Steel Wheels re-works sound for M-Shop

Kyle Cravens

When Trent Wagler, Jay Lapp, Brian Dickel and Eric Brubaker appear on stage together they are The Steel Wheels, a unique roots and Americana band based in the Blue Ridge Mountains of Virginia. They have never sought out to emulate any act before them, and they aren’t out to prove they are the best band. They are centralized in powerful storytelling and a unique, inventive sound only captured by the four friends that make up the group.

Although the groundwork for the band was laid out way back in 2004, the group has been touring consistently since 2010. Along the way they released a slew of content, most notably the albums “Red Wing” (2010) and “Leave Some Things Behind” (2015).

After the initial formation, it was a slow process until the band discovered their own sound. Now they are a mainstay at festivals and constantly working hard on new music.

“I was doing some professional theater out of college,” recalls Trent Wagler, the primary songwriter and lead vocalist for the band. “I would often get cast in roles involving musical elements, because I would always play music and had been in some bands, but never saw it as something that could seriously take me anywhere.”

Wagler went on saying, “As time went on I became frustrated with theater because of how little, from an actor’s standpoint at least, you get to call the shots artistically. I saw a lot of great actors just scrambling for parts, happy with anything they could land. I wasn’t trying to pour my heart into something just for a Tylenol commercial, so I wrote songs more and that became a better creative outlet for me.”

Today, the band tours in support of its newest album, released earlier this year titled “Wild as We Came Here.” This album marks not only an evolution in the way the band approached songs, but also how they perform on stage. This time around they are adding in more percussive elements, including a drummer on stage with them for the first time, which means a lot of classic Steel Wheels songs are now reinvented live with a full, modern sound. They searched for sounds that intrigued them, which led to some peculiar combinations of instruments, like banjo and electric guitar, meeting on numerous songs on the new release.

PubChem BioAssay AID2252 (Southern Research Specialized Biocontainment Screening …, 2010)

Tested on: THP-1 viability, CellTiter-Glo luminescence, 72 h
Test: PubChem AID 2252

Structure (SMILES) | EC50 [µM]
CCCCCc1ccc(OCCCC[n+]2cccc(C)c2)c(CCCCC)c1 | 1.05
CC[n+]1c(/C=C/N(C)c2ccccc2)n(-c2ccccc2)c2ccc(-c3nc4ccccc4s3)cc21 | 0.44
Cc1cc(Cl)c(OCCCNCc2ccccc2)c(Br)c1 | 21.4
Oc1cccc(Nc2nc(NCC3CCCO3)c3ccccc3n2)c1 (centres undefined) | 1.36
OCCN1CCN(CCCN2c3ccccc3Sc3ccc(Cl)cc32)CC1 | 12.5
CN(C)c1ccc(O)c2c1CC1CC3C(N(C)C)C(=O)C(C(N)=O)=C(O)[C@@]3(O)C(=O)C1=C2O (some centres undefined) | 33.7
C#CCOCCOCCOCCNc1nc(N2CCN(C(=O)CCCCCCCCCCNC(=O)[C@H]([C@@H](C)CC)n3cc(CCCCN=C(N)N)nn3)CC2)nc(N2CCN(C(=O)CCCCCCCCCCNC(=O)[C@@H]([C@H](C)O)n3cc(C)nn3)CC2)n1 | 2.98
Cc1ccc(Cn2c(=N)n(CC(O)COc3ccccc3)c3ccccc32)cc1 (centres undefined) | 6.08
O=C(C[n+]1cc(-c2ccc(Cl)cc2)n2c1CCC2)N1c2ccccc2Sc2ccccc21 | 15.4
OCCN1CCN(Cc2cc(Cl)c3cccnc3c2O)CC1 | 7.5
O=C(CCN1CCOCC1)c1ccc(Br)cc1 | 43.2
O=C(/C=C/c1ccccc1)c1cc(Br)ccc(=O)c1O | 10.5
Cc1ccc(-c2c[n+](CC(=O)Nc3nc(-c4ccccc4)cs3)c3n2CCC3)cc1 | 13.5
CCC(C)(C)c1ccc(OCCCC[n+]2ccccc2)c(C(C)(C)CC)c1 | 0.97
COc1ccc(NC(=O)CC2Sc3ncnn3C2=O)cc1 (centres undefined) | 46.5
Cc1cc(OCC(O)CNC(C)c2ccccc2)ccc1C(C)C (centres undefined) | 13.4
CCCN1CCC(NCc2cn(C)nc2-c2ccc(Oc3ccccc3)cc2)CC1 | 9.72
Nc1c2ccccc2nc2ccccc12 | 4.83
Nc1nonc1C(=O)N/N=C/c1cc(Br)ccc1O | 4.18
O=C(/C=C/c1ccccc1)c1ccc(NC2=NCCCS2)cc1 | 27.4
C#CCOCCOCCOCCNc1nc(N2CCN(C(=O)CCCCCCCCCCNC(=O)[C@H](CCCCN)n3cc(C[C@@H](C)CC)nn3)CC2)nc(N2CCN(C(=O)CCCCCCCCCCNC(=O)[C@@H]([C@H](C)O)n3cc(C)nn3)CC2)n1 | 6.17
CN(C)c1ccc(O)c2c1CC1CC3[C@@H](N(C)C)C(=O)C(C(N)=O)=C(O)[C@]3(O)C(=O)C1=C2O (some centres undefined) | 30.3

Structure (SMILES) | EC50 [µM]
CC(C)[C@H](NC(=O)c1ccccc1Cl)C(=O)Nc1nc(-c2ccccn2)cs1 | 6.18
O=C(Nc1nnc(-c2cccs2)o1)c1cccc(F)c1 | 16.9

Wagler spoke on the writing process that went into the new album and provided insight on the inner workings of the band. As a writer, legendary poets inspire him such as Leonard Cohen, Tom Waits and Guy Clark.

“Songs can come to me in a lot of ways,” said Wagler. “There are times when I start by writing down a poem and making a melodic structure around that and then there is times when I start with a chord progression on an instrument. There are two collaborative songs I wrote with Eric, our fiddle player, on the new album. Also, the song ‘Hold On’ featured on the record I co-wrote with an outside writer, Justin Jones. I really have come around to collaborative songwriting in recent years, it is so much fun to combine your strengths with someone else’s. I don’t just write in my corner anymore, I become a more confident songwriter the more I work with others.”

The band keeps albums inventive by exploring countless themes and messages, which ensures a dynamic track list.

“I enjoy a healthy amount of metaphor in the songs we make,” remarked Wagler. “Enough so that any listener can plug themselves into the song. To me, you can get there from a lot of different places, you can be writing about a very specific, stressful situation, but you can write about the feelings you had rather than the facts, or the who, what, and when. I like to keep things open to interpretation, especially on the new record, which really celebrates nature and what it means to preserve it.”

Wagler went on, “Wherever you are in life, there’s an importance to push yourself to become as original thinker as you can be, instead of just regurgitating thoughts that society might tell us. A big theme of the record is staying wild and staying outside the box, and I think listeners will hear that through the imagery.”

Come see for yourself what Wagler and company’s creations mean to you. The Steel Wheels make their way through the Maintenance Shop Friday, Sept. 22, at 8 pm. Tickets are $20 ($15 with an ISU ID).